A Spanish court says assailants , which included a U.S. citizen and another resident, who broke into North Korea’s Embassy in Madrid last month later fled to the U.S.
The leader of the plot fled to Newark, N.J., and offered stolen material to the FBI in New York. A spokesman for the FBI’s New York field office, Martin Feely, told NPR in an email that the FBI had no comment.
Late Tuesday, a Web site apparently associated with a secretive North Korean dissident movement called “Free Joseon” published a statement claiming the group carried out an operation at the North Korean Embassy in Madrid. The Madrid incident occurred on Feb. 22, just days before the second summit between North Korean leader Kim Jong Un and President Trump in Hanoi, Vietnam. That summit ended in a stalemate after the U.S. and North Korea could not agree on a deal.
In the afternoon of Feb. 22, the statement says, U.S. resident Adrian Hong Chang asked to see the business supervisor at the embassy before letting the rest of the group in. After several hours, the individuals took off in three embassy cars, carrying stolen pen drives, computers, hard drives and cellphones with them. The statement says the 10 alleged assailants split into four groups and immediately fled to Portugal, where they took flights to New York and New Jersey.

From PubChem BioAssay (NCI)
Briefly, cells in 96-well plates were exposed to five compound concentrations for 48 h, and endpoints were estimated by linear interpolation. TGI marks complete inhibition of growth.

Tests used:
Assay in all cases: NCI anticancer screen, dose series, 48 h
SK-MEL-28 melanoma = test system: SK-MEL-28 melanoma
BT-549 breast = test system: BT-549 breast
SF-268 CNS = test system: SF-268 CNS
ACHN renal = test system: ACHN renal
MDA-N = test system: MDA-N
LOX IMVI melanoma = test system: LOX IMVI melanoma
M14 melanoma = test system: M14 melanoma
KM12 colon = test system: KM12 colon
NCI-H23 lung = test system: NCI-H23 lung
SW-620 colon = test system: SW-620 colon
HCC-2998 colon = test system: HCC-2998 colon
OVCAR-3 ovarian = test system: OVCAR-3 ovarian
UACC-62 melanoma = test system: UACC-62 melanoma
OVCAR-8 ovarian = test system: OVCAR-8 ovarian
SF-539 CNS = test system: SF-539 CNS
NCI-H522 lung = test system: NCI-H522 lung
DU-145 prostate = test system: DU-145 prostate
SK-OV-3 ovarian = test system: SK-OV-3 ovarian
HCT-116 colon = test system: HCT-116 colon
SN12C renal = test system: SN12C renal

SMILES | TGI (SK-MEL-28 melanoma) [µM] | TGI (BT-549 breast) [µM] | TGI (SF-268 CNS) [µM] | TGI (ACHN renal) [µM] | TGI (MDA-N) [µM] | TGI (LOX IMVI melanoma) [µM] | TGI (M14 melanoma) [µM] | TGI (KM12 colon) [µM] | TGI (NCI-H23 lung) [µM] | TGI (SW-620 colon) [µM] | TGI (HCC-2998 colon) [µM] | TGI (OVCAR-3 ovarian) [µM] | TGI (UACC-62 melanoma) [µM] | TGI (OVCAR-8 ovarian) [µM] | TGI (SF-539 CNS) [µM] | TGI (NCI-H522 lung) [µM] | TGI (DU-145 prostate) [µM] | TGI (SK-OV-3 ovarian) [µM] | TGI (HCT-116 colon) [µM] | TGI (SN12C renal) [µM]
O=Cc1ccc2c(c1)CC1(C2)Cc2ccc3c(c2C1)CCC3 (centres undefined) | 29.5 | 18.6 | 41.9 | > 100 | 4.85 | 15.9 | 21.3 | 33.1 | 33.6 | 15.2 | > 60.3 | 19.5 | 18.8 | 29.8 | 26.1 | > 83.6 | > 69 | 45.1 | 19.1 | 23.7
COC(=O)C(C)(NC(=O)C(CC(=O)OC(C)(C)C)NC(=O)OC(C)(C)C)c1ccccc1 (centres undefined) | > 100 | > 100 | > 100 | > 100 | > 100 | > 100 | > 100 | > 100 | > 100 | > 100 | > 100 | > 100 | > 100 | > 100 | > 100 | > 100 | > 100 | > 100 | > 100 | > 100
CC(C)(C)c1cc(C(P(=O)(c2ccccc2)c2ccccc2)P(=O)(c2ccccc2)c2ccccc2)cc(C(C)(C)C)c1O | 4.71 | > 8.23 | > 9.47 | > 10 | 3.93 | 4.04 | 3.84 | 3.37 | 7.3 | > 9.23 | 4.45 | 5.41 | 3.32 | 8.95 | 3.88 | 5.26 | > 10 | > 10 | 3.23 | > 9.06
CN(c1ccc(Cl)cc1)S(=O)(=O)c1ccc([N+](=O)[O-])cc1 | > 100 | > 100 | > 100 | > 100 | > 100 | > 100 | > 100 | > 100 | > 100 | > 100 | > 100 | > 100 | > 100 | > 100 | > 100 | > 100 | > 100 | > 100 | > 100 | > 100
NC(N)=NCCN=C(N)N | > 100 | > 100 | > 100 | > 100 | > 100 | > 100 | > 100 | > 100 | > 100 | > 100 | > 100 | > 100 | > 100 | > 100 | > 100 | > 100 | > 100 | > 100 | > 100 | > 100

Spanish judge José de la Mata says Hong contacted the FBI four days after arriving in New York via Newark, allegedly offering to hand over material stolen from the embassy. The statement says he admitted to having perpetrated the attack on the embassy with a group of other, unidentified individuals.
The Free Joseon statement adds that, “The organization shared certain information of enormous potential value with the FBI in the United States, under mutually agreed terms of confidentiality. … Those terms appear to have been broken.”